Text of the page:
Trump administration considers appointing envoy to Northern Ireland
The Trump administration is considering appointing a special envoy to Northern Ireland it has emerged.
The possibility arose at a meeting of the Tánaiste Simon Coveney and US Secretary of State, Rex Tillerson in Washington.
At the meeting, the Tánaiste and Secretary of State discussed the current impasse in Northern Ireland and the implications of Brexit.
The first special envoy - George Mitchell - was appointed in 1995.
Until Trump's inauguration as president Senator Gary Hart held the position but role has remained vacant under the Trump administration.
With ongoing political deadlock in the North continuing there have been renewed calls for the position to be filled.
Speaking after the meeting in Washington Mr Coveney said the US has a "valuable" role in Northern Ireland.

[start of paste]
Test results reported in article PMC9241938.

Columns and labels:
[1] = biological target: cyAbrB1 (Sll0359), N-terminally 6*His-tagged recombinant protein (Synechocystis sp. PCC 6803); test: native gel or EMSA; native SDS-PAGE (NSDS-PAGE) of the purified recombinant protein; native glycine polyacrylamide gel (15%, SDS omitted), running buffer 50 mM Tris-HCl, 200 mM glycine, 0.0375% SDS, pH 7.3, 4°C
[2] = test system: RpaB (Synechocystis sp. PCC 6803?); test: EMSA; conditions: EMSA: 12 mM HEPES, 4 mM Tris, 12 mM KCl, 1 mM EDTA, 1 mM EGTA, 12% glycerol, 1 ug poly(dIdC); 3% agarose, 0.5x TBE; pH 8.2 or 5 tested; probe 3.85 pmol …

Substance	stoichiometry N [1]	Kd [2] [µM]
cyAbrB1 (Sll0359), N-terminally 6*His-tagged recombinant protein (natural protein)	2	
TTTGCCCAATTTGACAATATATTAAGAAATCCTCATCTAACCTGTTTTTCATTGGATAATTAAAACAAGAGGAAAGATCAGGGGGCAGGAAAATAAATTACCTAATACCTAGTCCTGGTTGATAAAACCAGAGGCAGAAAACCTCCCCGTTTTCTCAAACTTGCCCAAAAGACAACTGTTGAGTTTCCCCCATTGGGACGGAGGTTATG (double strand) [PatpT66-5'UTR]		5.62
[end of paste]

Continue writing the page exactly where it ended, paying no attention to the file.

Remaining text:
“The United States, has been instrumental in helping to broker peace in Northern Ireland and continues to provide valuable encouragement and support to the peace process," he said.
“I also underlined our determination that Brexit must not in any way undermine the peace process and the gains achieved by the Good Friday Agreement.
"I also expressed the view that Ireland would be in a position to play an enhanced role in transatlantic relations post-Brexit in light of our unique ties with the US.”